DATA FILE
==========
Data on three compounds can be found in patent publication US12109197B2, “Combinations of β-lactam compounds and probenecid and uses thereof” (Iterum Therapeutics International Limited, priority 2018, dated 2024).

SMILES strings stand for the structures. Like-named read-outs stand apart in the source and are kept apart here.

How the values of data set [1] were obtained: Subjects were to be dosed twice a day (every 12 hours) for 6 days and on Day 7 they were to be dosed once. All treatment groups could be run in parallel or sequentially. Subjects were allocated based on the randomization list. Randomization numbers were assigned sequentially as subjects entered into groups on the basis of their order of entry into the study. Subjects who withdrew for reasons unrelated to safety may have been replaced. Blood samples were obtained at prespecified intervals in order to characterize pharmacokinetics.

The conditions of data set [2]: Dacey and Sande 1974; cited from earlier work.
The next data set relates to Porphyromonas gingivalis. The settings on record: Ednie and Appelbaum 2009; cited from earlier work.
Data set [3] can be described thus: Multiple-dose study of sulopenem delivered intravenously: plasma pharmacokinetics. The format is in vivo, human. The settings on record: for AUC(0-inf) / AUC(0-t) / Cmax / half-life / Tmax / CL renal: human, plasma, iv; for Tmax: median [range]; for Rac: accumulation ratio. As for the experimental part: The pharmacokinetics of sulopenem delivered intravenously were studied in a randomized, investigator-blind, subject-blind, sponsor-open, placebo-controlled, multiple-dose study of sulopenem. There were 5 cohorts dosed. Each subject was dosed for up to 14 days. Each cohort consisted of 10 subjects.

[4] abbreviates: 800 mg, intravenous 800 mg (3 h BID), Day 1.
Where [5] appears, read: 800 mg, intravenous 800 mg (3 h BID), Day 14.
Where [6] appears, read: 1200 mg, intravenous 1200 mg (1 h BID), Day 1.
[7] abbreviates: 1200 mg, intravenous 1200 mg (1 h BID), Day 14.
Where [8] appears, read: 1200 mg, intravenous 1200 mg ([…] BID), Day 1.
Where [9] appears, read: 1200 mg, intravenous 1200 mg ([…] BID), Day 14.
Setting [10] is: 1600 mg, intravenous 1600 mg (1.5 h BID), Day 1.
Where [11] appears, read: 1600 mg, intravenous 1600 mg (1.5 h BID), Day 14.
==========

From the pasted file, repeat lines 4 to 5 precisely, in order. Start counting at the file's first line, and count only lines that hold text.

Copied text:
The conditions of data set [2]: Dacey and Sande 1974; cited from earlier work.
The next data set relates to Porphyromonas gingivalis. The settings on record: Ednie and Appelbaum 2009; cited from earlier work.